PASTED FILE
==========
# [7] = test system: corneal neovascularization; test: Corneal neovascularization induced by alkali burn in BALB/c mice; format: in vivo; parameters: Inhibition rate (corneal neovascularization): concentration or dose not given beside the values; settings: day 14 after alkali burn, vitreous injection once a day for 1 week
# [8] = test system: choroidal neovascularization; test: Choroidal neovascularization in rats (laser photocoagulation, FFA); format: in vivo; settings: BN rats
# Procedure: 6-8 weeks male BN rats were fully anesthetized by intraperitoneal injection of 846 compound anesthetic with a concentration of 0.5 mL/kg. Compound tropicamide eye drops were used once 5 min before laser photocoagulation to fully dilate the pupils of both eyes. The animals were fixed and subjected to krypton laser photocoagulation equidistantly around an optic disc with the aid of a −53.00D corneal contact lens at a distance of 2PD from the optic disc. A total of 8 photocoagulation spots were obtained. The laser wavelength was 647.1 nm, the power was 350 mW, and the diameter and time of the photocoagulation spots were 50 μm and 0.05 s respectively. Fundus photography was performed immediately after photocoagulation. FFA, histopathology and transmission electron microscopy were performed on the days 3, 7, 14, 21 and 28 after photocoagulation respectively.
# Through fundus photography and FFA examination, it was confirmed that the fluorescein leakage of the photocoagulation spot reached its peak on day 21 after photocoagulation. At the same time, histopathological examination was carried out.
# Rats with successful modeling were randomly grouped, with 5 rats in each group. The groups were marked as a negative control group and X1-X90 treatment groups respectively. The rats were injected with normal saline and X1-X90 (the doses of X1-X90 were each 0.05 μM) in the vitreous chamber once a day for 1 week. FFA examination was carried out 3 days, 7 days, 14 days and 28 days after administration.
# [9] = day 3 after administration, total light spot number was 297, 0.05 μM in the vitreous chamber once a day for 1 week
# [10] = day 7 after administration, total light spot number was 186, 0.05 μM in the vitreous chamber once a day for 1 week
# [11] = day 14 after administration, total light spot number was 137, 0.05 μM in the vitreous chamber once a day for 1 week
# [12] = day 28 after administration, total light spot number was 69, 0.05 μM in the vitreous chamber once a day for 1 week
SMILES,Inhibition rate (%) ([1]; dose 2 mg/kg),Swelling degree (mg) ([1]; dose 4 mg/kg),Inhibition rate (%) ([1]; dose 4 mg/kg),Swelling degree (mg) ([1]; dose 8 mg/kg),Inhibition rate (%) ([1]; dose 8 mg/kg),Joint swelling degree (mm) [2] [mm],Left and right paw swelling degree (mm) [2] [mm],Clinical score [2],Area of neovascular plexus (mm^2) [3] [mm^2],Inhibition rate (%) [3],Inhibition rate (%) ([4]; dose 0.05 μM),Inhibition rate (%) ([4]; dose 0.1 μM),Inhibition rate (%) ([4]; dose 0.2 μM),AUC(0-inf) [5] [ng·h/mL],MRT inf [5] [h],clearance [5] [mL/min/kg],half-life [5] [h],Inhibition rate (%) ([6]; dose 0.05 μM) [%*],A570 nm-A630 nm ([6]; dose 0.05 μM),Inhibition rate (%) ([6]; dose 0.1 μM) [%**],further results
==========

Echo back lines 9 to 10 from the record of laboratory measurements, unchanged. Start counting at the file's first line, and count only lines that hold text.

# [12] = day 28 after administration, total light spot number was 69, 0.05 μM in the vitreous chamber once a day for 1 week
SMILES,Inhibition rate (%) ([1]; dose 2 mg/kg),Swelling degree (mg) ([1]; dose 4 mg/kg),Inhibition rate (%) ([1]; dose 4 mg/kg),Swelling degree (mg) ([1]; dose 8 mg/kg),Inhibition rate (%) ([1]; dose 8 mg/kg),Joint swelling degree (mm) [2] [mm],Left and right paw swelling degree (mm) [2] [mm],Clinical score [2],Area of neovascular plexus (mm^2) [3] [mm^2],Inhibition rate (%) [3],Inhibition rate (%) ([4]; dose 0.05 μM),Inhibition rate (%) ([4]; dose 0.1 μM),Inhibition rate (%) ([4]; dose 0.2 μM),AUC(0-inf) [5] [ng·h/mL],MRT inf [5] [h],clearance [5] [mL/min/kg],half-life [5] [h],Inhibition rate (%) ([6]; dose 0.05 μM) [%*],A570 nm-A630 nm ([6]; dose 0.05 μM),Inhibition rate (%) ([6]; dose 0.1 μM) [%**],further results